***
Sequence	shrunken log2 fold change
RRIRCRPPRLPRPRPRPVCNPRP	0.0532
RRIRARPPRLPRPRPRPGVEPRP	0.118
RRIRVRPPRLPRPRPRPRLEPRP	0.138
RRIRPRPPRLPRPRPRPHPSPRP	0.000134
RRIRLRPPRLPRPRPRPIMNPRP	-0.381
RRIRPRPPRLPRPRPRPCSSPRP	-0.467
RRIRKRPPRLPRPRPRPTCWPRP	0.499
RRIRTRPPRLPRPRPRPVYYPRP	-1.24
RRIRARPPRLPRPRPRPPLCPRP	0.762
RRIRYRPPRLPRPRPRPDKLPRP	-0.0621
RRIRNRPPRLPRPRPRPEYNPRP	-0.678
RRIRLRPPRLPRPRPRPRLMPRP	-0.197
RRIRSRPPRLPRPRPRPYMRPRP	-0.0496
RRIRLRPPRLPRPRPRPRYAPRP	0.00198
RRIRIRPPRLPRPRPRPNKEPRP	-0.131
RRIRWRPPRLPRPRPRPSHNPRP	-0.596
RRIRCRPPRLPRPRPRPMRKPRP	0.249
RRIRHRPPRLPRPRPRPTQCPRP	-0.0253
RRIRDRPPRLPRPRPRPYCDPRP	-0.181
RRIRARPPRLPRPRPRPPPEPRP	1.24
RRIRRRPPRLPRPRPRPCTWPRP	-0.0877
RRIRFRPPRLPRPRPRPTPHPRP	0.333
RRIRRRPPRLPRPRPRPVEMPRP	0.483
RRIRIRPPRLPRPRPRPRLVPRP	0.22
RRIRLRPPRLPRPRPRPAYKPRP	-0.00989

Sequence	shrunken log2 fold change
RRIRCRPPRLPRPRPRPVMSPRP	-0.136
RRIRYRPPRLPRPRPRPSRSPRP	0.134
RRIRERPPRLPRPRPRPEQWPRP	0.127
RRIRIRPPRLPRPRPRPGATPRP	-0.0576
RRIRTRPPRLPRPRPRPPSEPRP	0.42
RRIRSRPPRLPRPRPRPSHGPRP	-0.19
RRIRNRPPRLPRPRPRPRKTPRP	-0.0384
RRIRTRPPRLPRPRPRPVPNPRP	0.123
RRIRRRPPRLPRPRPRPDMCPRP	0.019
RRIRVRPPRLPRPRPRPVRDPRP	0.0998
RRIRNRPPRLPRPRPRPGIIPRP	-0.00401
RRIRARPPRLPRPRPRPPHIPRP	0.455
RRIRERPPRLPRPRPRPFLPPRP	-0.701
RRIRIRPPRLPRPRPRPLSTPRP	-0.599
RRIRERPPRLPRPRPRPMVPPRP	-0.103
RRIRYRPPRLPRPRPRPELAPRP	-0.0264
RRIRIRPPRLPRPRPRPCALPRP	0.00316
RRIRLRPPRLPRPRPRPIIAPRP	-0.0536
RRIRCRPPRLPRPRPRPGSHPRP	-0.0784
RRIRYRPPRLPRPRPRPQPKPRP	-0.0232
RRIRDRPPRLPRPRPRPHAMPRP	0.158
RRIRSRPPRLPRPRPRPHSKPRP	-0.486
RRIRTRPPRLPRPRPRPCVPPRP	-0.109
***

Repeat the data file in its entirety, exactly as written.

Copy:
Sequence	shrunken log2 fold change
RRIRCRPPRLPRPRPRPVCNPRP	0.0532
RRIRARPPRLPRPRPRPGVEPRP	0.118
RRIRVRPPRLPRPRPRPRLEPRP	0.138
RRIRPRPPRLPRPRPRPHPSPRP	0.000134
RRIRLRPPRLPRPRPRPIMNPRP	-0.381
RRIRPRPPRLPRPRPRPCSSPRP	-0.467
RRIRKRPPRLPRPRPRPTCWPRP	0.499
RRIRTRPPRLPRPRPRPVYYPRP	-1.24
RRIRARPPRLPRPRPRPPLCPRP	0.762
RRIRYRPPRLPRPRPRPDKLPRP	-0.0621
RRIRNRPPRLPRPRPRPEYNPRP	-0.678
RRIRLRPPRLPRPRPRPRLMPRP	-0.197
RRIRSRPPRLPRPRPRPYMRPRP	-0.0496
RRIRLRPPRLPRPRPRPRYAPRP	0.00198
RRIRIRPPRLPRPRPRPNKEPRP	-0.131
RRIRWRPPRLPRPRPRPSHNPRP	-0.596
RRIRCRPPRLPRPRPRPMRKPRP	0.249
RRIRHRPPRLPRPRPRPTQCPRP	-0.0253
RRIRDRPPRLPRPRPRPYCDPRP	-0.181
RRIRARPPRLPRPRPRPPPEPRP	1.24
RRIRRRPPRLPRPRPRPCTWPRP	-0.0877
RRIRFRPPRLPRPRPRPTPHPRP	0.333
RRIRRRPPRLPRPRPRPVEMPRP	0.483
RRIRIRPPRLPRPRPRPRLVPRP	0.22
RRIRLRPPRLPRPRPRPAYKPRP	-0.00989

Sequence	shrunken log2 fold change
RRIRCRPPRLPRPRPRPVMSPRP	-0.136
RRIRYRPPRLPRPRPRPSRSPRP	0.134
RRIRERPPRLPRPRPRPEQWPRP	0.127
RRIRIRPPRLPRPRPRPGATPRP	-0.0576
RRIRTRPPRLPRPRPRPPSEPRP	0.42
RRIRSRPPRLPRPRPRPSHGPRP	-0.19
RRIRNRPPRLPRPRPRPRKTPRP	-0.0384
RRIRTRPPRLPRPRPRPVPNPRP	0.123
RRIRRRPPRLPRPRPRPDMCPRP	0.019
RRIRVRPPRLPRPRPRPVRDPRP	0.0998
RRIRNRPPRLPRPRPRPGIIPRP	-0.00401
RRIRARPPRLPRPRPRPPHIPRP	0.455
RRIRERPPRLPRPRPRPFLPPRP	-0.701
RRIRIRPPRLPRPRPRPLSTPRP	-0.599
RRIRERPPRLPRPRPRPMVPPRP	-0.103
RRIRYRPPRLPRPRPRPELAPRP	-0.0264
RRIRIRPPRLPRPRPRPCALPRP	0.00316
RRIRLRPPRLPRPRPRPIIAPRP	-0.0536
RRIRCRPPRLPRPRPRPGSHPRP	-0.0784
RRIRYRPPRLPRPRPRPQPKPRP	-0.0232
RRIRDRPPRLPRPRPRPHAMPRP	0.158
RRIRSRPPRLPRPRPRPHSKPRP	-0.486
RRIRTRPPRLPRPRPRPCVPPRP	-0.109